Biodiversity of littoral nematodes from two sites in the Gulf of California

Hydrobiologia (Impact Factor: 1.99). 01/2007; 586(1):179-189. DOI: 10.1007/s10750-006-0624-z

ABSTRACT The Gulf of California, Mexico, consists of unique environmental conditions resulting in a rich array of biological diversity.
Nematodes are present in most marine sediments and are probably the most abundant metazoans. This research analyses and compares
nematode biodiversity in two shallow, littoral locations of the Gulf and compares the results with other Pacific and Atlantic
faunae. Samples collected in Punta Estrella and Santa Clara were processed for nematode extraction by standard methods. A
total of eighty genera were identified, sixty-seven occurring in coarser sediments at Punta Estrella and fifty-five in more
silty sediments at Santa Clara. Nematode abundance was higher at the latter location, on average. The region was not especially
high or low in diversity compared to other littoral sites, and was most similar to locations in Europe with a corresponding
ecology but at temperate latitudes.

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    ABSTRACT: In the absence of chemical or physical gradients, random displacement of organisms can result in unpredictable distribution patterns. In spite of a limited locomotive capability, marine nematodes may choose where to settle after re-suspension and may maintain their position in the sediment under calm conditions, leading to small-scale (,1 m) spatial variability. However, in more energetic environments, nematodes become re-suspended with sediments and re-distributed at distances dependent on prevalent hydrodynamic regimes, from metre- to decametre-scale or more. In this study, we tested the hypothesis that micro-habitats (i.e. runnels and sandbars) in a macrotidal sandy beach influence the distribution patterns of freeliving marine nematodes by exhibiting contrasting hydrodynamic regimes. Specifically, we predicted patchier distributions in the calmer environment (runnel). We sampled nematodes in each habitat from ,1 m to decametre scales. Our results show more heterogeneous spatial distributions in the runnel, presumably owing to a predominance of active displacement under calmer conditions and sediment cohesion by algal films. Biological similarity among runnel replicates was low, whereas replicates from the sandbar exhibited higher similarity, presumably because of homogenization of the sediment and inhabiting fauna by tidal currents. A significant negative correlation between biological similarity and sampling distance was found in the runnel, but not in the sandbar. The most similar samples were the closest in the runnel and the most distant in the sandbar. More patchily distributed taxa were found in the runnel and a larger fraction of homogeneously or randomly distributed taxa in the sandbar. We conclude that different hydrodynamic regimes in contrasting intertidal microhabitats significantly influenced the nematofaunal distribution, resulting in different spatial patterns next to one another in the same beach. This has significant implications for sampling and monitoring designs and begs the need for detailed studies about the physical and biological processes governing meiobenthic communities.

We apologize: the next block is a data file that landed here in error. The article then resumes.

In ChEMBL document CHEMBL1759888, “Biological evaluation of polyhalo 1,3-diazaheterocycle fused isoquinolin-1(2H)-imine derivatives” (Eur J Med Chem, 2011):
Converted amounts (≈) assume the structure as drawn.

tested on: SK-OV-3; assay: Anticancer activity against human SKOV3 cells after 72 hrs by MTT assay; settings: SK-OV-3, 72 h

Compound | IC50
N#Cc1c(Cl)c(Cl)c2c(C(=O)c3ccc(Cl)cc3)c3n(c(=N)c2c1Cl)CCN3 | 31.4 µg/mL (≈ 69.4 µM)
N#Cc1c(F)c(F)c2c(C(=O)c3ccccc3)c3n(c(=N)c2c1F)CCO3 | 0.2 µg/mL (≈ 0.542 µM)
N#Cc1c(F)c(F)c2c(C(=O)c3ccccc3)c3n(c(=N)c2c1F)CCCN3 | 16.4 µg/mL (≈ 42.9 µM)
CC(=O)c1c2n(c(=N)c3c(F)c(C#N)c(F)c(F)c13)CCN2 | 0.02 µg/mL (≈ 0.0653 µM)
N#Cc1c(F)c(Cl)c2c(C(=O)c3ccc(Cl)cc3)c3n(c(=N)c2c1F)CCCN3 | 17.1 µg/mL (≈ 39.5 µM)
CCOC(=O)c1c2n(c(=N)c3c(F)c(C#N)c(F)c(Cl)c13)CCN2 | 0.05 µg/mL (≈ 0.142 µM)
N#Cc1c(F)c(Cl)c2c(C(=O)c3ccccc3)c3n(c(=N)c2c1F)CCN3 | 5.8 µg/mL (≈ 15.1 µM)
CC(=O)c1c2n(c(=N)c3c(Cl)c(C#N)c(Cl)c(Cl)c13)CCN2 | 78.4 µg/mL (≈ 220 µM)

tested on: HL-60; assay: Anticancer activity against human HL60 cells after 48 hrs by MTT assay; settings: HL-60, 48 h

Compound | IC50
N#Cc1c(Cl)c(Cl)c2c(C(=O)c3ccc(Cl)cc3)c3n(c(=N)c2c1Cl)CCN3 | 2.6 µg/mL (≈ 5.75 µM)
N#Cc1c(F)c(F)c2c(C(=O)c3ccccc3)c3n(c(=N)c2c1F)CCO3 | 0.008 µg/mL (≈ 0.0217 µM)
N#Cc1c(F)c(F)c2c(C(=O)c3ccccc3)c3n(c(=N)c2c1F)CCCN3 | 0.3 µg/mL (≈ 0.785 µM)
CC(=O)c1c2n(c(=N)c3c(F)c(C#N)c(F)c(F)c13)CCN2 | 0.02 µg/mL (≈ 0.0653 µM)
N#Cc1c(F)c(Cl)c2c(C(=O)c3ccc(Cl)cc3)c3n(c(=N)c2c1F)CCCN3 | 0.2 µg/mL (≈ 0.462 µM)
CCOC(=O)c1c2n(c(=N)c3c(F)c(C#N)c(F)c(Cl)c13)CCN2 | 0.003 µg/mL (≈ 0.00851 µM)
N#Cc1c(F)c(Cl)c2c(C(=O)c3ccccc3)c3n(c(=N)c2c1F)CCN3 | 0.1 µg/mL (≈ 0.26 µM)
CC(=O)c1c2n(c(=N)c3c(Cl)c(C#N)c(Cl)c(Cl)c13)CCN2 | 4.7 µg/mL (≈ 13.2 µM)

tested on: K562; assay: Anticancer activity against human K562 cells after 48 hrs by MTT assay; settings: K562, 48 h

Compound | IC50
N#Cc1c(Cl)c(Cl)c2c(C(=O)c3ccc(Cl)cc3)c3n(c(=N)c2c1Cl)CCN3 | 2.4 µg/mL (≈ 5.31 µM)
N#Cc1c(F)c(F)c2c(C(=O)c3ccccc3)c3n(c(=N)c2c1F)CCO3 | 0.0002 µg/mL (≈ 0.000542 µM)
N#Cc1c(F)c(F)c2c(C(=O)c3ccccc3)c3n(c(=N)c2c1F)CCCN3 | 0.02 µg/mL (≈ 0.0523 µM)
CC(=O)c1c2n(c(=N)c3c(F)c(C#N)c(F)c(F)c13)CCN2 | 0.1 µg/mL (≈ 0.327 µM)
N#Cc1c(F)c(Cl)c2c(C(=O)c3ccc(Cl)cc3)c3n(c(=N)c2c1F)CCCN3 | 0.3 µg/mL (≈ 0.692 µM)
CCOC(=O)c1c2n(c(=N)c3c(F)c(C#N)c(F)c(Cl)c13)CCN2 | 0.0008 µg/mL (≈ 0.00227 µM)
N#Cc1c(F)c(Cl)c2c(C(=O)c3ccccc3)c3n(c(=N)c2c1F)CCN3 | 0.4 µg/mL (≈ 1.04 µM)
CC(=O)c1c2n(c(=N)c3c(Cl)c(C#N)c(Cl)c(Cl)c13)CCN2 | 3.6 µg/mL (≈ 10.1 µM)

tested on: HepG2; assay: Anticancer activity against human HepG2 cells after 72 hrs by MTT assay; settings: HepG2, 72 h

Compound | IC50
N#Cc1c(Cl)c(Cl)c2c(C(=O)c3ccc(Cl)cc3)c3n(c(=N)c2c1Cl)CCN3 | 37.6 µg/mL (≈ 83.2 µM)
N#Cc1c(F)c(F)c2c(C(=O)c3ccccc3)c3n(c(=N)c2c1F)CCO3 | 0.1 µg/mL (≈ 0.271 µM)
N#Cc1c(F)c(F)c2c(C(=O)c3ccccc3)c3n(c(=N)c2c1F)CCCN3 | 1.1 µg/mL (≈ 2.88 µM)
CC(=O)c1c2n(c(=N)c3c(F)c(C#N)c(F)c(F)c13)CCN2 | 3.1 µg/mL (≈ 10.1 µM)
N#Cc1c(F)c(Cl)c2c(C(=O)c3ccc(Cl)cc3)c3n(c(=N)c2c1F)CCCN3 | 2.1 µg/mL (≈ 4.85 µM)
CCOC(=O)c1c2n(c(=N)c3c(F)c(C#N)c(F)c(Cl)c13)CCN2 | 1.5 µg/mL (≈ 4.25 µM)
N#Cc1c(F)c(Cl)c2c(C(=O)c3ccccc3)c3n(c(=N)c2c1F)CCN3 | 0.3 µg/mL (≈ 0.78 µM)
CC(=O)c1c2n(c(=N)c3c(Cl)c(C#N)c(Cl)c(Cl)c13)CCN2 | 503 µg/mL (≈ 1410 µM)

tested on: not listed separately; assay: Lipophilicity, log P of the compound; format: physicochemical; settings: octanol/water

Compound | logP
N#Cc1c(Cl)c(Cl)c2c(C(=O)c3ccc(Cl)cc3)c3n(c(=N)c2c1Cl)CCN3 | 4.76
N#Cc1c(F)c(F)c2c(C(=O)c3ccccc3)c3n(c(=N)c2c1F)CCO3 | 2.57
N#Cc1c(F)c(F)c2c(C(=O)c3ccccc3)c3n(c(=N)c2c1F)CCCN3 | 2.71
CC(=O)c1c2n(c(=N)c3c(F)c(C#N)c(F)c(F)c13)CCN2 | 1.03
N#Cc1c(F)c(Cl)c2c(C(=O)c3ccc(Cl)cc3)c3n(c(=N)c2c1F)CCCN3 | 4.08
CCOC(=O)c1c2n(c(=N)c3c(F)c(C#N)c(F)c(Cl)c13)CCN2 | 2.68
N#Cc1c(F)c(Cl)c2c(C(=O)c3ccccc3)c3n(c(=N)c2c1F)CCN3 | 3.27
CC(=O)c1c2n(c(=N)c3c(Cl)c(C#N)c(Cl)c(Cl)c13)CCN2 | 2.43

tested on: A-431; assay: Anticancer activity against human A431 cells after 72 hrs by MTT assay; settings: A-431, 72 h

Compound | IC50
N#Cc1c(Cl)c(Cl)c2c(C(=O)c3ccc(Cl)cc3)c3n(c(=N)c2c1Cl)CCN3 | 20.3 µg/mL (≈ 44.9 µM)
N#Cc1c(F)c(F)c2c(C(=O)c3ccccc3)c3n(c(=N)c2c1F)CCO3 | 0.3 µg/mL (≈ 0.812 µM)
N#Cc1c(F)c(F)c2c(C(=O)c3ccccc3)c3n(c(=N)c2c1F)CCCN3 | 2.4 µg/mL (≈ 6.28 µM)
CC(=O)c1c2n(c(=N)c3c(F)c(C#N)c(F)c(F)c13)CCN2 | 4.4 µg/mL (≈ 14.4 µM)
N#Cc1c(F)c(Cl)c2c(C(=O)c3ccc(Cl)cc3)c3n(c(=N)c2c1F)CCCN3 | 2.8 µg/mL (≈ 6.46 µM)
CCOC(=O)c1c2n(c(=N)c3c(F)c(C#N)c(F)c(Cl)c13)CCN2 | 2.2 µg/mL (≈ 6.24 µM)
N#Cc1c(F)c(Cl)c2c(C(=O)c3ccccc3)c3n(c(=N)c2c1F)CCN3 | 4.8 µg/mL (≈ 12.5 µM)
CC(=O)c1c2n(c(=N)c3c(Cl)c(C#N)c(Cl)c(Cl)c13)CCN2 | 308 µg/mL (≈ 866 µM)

Journal of the Marine Biological Association of the UK 01/2011; 91:615–622. · 1.02 Impact Factor
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    ABSTRACT: This study documents direct evidence of nematode predation in the free living marine nematode Synonchiella spiculora recorded in the intertidal of Santa Clara beach in the Upper Gulf of California, Mexico. The heavily armored buccal cavity that allows S. spiculora to break larger particles and ingest other organisms is characteristic of nematodes categorized as predators and omnivores (Wieser, 1953). The inferred feeding behaviour of S. spiculora and other Selachinematidae suggests that engulfing whole and relatively large prey items may be common in this group. Synonchiella spiculora could be classified in the guild of ‘predators’ sensu Jensen (1987) and Moens & Vincx (1997). Nevertheless, more direct observations are required to ‘ground truth’ inferences based on their morphological variation and to better understand their feeding ecology.
    Marine Biodiversity Records 01/2009; 2:e111.
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    ABSTRACT: Xyala finneyae sp. n. from the intertidal zone in the northern Gulf of California, Mexico, is described using light and scanning electron microscopy. The new species is characterised by the first ring of cuticular crests being at least twice as long as the crests on the remaining annules, vulva at 70-76% of body length from anterior end, sexual dimorphism in amphid fovea size with females having a smaller amphidial opening. Xyala finneyae sp. n. is most similar to the type species, X. striata, and to X. oxybiotica. It differs from the former in having the first ring of crests markedly longer than all subsequent ones, in having shorter outer labial and cephalic setae on the lip region (8-9 and 15-18 vs 12 and 22 μm, respectively), in a more anterior position of vulva (V = 70-76 vs 79-81) and in shorter spicules (29-31 vs 44-47 μm). From X. oxybiotica, it differs in the more spherical lip region with thinner cuticle on the lips (vs lips more protruding anteriad and with thicker cuticle in optical section), shorter outer labial and cephalic setae on the lip region (8-9 and 15-18 vs 13 and 23 μm, respectively), a more anterior vulva (V = 70-76 vs 81-89) and shorter spicules (29-31 vs 35 μm).
    Nematology 11/2010; 12(5):673-680. · 1.25 Impact Factor

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